In 2008 Mindless Self Indulgence Released ‘If’ and hit the charts in both the UK and the USA thanks to praise-filled reviews in a wide variety of the music press and a vocal fan-base that seemed to be expanding well beyond all expectation. The band’s genre-mashing, furiously entertaining, crazily unique music makes for remarkable entertainment, particularly in the live environment and thus it seems particularly perverse that having made such headway the band would more-or-less go on hiatus for four years. Not that MSI totally disappeared. 2010 saw the release of an autobiographical comic book detailing the band’s outrageous tour stories, whilst in 2011 the band’s near mythical debut ‘Tight’ was re-released with a slew of extras and suitably fluorescent packaging. The announcement that the band were active once more was greeted with near-hysterical behaviour by MSI’s fans and while four years is more than enough time to kill some bands it seems that the fans in this case had been quietly nurturing their love of the band, simply waiting for the next opportunity to spike their hair, apply some make up and go wild, no matter to what age group they belongs. And so, on a cold October evening, a casual glance at the outside of the O2 Academy reveals an impatient, excited crowd waiting to witness the return to the stage of Jimmy Urine, Steve Righ?, Lyn-Z and Kitty.
There are actually three bands playing tonight (although for many in the audience there is only one) with the first being UK-based synth-punks The Dead betas. An inspired choice for a support act the Dead Betas operate in a grittier, more straight-forward punk-infused atmosphere than MSI, but the synth elements keep them in a similar field and their lyrical wit is refreshingly incisive. The crowd are clearly spoiling for action, and over a short set the Dead Betas make a lot of new friends in the audience, both young and old… and if you haven’t checked out ‘chav chant’ yet on youtube, well, you’re missing out.
The same cannot be said for Taking Hayley whose inexplicable appearance on the bill can only be the work of a person who hates music, MSI fans or both. Despite an incongruous synth-laden intro which saw the sub-bass overpower every other instrument on stage,Taking Hayley play the sort of airy pop-punk that provided the soundtrack to American Pie, with an arrogance that is entirely at odds with their lack of musical invention. It has to be noted that there were a fair few fans of the band in the crowd and they were far from unpopular, but with clichéd melodies and lyrics aimed squarely at the teen-rebellion market, Taking Hayley offer nothing for SonicAbuse apart from a headache and a desire to set fire to the stage.
That leaves it to MSI to set the crowd alight, and this they do with a devilish glee that sees the crowd go wild from the moment the band take the stage. It is clear from the very first moment that MSI are delighted to be on stage and performing for such a hungry crowd and the effervescent Jimmy Urine, sporting a black Mohican these days, doesn’t so much take the stage as barge onto it, his skinny frame barely able to contain the scattershot lyrics and gloriously offensive jokes that make up the set. Very intense musically, very funny generally and very American, MSI are a day-glo clash of vibrant colours, foul-mouthed humour and guitar driven rock that neatly combines the Beastie Boys, Marilyn Manson, Pitchshifter and the Bloodhound gang into one comic-book worshipping unit of fearsome power. There is quite literally never a dull moment while MSI are on the stage, whether it is Lyn-Z bending over backwards whilst playing the bass; Steve Righ? Sending mic stands flying every few seconds or taking a stroll around the crowd; or Jimmy, the mad master of ceremonies, demanding love (“not too much – no commitment”), ties and make-up (“you people are too ugly not to have make up!”), or simply playing the plastic surgery game (it transpires only a few of the audience in Birmingham are in need of said surgical procedure). It is funny, often hysterically so, and this cartoon clownishness is all stitched together with the band’s ADHD anthems of chaos, the most remarkable thing being the audience’s encyclopaedic knowledge of nearly every lyric Jimmy unleashes.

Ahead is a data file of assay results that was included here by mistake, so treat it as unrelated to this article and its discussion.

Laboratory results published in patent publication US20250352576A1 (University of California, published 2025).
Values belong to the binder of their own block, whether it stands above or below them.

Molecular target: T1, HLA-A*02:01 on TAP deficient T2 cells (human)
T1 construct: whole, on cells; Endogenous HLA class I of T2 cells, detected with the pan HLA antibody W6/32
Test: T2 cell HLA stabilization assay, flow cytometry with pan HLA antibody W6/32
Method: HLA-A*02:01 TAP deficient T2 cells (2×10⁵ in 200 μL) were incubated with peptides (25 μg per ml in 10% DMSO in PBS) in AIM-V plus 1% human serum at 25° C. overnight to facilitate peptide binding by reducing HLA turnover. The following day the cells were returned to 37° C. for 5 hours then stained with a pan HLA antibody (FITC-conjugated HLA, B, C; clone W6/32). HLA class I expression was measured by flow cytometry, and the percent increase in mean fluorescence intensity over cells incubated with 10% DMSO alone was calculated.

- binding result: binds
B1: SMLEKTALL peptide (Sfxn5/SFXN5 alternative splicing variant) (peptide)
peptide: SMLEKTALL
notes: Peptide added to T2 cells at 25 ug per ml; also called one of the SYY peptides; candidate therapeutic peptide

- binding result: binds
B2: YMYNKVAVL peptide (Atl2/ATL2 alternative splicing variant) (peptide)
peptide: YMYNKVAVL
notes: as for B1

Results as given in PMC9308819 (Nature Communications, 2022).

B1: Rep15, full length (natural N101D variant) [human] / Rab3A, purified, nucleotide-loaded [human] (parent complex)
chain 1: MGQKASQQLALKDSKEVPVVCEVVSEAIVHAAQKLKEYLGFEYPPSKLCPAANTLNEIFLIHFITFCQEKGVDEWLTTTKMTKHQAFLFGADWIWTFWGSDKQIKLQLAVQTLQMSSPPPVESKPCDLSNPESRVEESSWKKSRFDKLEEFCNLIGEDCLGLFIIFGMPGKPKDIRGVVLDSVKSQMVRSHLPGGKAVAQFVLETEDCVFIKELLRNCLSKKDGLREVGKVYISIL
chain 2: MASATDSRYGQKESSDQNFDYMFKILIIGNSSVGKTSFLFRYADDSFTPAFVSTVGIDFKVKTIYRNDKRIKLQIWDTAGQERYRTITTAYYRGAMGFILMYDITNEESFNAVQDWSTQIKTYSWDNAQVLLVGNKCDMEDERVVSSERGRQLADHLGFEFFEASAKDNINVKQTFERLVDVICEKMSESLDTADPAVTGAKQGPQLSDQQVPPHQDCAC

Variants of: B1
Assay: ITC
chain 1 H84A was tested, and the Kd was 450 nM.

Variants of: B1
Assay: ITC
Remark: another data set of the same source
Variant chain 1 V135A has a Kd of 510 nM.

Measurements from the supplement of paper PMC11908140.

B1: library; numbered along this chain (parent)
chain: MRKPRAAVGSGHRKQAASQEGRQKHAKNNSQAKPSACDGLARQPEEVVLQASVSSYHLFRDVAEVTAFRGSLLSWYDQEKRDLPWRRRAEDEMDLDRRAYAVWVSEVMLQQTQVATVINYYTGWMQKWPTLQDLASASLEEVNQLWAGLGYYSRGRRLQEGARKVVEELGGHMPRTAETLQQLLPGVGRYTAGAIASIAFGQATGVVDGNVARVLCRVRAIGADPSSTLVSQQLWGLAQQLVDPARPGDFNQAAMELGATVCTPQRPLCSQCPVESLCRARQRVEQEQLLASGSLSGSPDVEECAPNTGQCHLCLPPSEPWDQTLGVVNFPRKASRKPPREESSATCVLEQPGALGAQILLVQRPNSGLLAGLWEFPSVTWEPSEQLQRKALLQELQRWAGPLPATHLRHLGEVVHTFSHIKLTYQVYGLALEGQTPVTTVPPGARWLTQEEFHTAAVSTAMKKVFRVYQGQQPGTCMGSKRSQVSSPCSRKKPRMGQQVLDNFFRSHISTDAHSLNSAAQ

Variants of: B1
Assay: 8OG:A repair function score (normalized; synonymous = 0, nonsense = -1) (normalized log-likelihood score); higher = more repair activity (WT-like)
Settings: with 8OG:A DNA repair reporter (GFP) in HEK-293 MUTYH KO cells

Musically the band are tight as hell, their unconcerned demeanour hiding the fact that, for all their goofiness, they are capable of stop-on-a-dime dynamics and genre-bending sound-pile-ups that may sound deceptively simple, but which require a good deal of ability to pull off well. Steve Righ?’s guitars grind and snarl, Kitty’s drums are on the money every time even with Jimmy’s skinny ass hovering above her face as he stands atop her bass drum, and Lyn-Z’s bass lines rumble through the venue threatening to produce a brown note even whilst she tears across the stage a mass of hair, make-up and a huge smile that speaks volumes about the band’s oft-stated love of touring.
You will see more proficient bands than MSI, more serious bands than MSI but it is highly unlikely you’ll see a band more stupidly, more endearingly entertaining than MSI. Intelligent for all their brash humour, musically proficient despite a studied insouciance that suggests they’re entirely unconcerned with such things and clearly in love with each other, the audience and being on stage, MSI are just fun and in these oh-so-very-serious days of recession and day-to-day drama it is refreshing to witness a band who make every show a spectacle and every gig an event. Roll on the next MSI album, the world may not be ready for it, but the band’s fans certainly are.